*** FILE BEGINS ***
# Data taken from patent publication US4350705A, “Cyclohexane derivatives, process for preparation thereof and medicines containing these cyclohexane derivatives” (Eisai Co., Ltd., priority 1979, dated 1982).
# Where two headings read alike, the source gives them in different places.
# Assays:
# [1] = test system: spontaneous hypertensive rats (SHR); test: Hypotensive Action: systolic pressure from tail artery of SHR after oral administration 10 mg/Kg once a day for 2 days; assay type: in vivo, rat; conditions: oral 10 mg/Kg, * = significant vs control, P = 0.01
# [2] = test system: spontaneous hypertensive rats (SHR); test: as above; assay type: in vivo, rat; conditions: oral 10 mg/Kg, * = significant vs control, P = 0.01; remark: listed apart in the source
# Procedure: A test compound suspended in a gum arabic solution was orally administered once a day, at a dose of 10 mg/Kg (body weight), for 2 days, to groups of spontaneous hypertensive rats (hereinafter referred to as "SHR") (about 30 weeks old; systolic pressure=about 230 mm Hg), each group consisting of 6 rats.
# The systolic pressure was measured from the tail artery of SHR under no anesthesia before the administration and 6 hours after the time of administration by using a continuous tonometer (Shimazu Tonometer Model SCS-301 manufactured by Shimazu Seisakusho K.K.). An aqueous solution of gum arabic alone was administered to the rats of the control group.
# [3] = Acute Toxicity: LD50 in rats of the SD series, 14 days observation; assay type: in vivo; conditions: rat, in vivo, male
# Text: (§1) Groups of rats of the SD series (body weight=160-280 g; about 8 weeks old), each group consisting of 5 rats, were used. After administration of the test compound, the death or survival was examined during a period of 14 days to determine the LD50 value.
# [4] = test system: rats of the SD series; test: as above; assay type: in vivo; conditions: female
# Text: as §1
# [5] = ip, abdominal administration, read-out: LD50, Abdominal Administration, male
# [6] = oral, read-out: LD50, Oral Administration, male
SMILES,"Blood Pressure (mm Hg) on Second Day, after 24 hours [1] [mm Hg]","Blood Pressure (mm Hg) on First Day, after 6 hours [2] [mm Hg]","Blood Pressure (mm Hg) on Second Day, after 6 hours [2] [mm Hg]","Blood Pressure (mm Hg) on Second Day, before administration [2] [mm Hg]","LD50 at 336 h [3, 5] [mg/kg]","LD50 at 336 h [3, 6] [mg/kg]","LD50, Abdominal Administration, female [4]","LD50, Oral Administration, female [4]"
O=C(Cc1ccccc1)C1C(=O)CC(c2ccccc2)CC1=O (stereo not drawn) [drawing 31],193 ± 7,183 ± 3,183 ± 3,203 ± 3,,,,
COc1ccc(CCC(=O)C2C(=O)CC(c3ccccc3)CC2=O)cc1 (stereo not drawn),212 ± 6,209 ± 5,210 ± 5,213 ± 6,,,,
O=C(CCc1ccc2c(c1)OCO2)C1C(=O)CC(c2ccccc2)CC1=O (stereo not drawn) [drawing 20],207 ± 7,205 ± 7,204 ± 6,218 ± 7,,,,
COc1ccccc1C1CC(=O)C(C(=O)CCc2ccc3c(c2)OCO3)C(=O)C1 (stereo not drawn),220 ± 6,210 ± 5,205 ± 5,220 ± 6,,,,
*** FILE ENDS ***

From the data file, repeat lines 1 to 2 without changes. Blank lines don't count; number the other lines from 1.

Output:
# Data taken from patent publication US4350705A, “Cyclohexane derivatives, process for preparation thereof and medicines containing these cyclohexane derivatives” (Eisai Co., Ltd., priority 1979, dated 1982).
# Where two headings read alike, the source gives them in different places.